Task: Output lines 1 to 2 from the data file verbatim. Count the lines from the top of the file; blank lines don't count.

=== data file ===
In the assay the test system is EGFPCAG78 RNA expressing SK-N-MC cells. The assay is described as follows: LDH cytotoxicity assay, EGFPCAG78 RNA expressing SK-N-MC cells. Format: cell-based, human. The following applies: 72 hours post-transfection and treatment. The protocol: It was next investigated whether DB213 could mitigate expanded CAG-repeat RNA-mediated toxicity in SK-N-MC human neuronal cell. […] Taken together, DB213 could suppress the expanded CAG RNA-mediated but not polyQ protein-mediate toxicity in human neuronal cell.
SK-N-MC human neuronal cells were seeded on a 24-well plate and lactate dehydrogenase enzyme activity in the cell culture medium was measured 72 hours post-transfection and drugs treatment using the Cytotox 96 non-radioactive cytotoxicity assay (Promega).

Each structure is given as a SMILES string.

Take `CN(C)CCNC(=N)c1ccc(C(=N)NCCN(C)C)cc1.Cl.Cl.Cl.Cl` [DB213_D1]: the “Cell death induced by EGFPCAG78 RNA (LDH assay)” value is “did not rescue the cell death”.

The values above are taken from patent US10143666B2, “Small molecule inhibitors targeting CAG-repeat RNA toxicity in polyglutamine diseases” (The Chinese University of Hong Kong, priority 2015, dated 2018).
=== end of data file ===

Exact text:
In the assay the test system is EGFPCAG78 RNA expressing SK-N-MC cells. The assay is described as follows: LDH cytotoxicity assay, EGFPCAG78 RNA expressing SK-N-MC cells. Format: cell-based, human. The following applies: 72 hours post-transfection and treatment. The protocol: It was next investigated whether DB213 could mitigate expanded CAG-repeat RNA-mediated toxicity in SK-N-MC human neuronal cell. […] Taken together, DB213 could suppress the expanded CAG RNA-mediated but not polyQ protein-mediate toxicity in human neuronal cell.
SK-N-MC human neuronal cells were seeded on a 24-well plate and lactate dehydrogenase enzyme activity in the cell culture medium was measured 72 hours post-transfection and drugs treatment using the Cytotox 96 non-radioactive cytotoxicity assay (Promega).